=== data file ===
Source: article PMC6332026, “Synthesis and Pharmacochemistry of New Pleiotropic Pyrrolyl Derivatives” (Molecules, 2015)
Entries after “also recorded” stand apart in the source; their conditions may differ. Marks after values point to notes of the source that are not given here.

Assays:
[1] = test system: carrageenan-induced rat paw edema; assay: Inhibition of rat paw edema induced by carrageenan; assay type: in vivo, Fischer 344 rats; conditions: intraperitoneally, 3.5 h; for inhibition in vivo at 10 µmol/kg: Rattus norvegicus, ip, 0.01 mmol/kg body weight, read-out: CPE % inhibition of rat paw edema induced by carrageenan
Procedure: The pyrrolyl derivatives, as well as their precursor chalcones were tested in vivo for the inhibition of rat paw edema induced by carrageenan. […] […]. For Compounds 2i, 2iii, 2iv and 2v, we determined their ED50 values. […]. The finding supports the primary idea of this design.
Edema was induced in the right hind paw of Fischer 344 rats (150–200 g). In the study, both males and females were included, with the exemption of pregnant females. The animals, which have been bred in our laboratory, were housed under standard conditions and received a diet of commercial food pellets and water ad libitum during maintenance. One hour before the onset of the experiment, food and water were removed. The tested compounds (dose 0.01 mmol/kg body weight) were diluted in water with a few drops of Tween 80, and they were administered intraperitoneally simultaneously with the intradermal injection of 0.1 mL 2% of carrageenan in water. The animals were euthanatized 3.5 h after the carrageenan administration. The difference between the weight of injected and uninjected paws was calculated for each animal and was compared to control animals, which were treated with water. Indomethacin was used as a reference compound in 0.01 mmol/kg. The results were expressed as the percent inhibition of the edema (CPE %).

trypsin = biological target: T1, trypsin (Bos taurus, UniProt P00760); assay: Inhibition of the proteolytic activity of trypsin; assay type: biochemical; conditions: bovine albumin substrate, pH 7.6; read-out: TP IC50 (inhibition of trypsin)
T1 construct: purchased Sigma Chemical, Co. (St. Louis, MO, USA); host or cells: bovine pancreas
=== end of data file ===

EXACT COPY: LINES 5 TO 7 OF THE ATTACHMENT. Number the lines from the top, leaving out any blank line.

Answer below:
Procedure: The pyrrolyl derivatives, as well as their precursor chalcones were tested in vivo for the inhibition of rat paw edema induced by carrageenan. […] […]. For Compounds 2i, 2iii, 2iv and 2v, we determined their ED50 values. […]. The finding supports the primary idea of this design.
Edema was induced in the right hind paw of Fischer 344 rats (150–200 g). In the study, both males and females were included, with the exemption of pregnant females. The animals, which have been bred in our laboratory, were housed under standard conditions and received a diet of commercial food pellets and water ad libitum during maintenance. One hour before the onset of the experiment, food and water were removed. The tested compounds (dose 0.01 mmol/kg body weight) were diluted in water with a few drops of Tween 80, and they were administered intraperitoneally simultaneously with the intradermal injection of 0.1 mL 2% of carrageenan in water. The animals were euthanatized 3.5 h after the carrageenan administration. The difference between the weight of injected and uninjected paws was calculated for each animal and was compared to control animals, which were treated with water. Indomethacin was used as a reference compound in 0.01 mmol/kg. The results were expressed as the percent inhibition of the edema (CPE %).

trypsin = biological target: T1, trypsin (Bos taurus, UniProt P00760); assay: Inhibition of the proteolytic activity of trypsin; assay type: biochemical; conditions: bovine albumin substrate, pH 7.6; read-out: TP IC50 (inhibition of trypsin)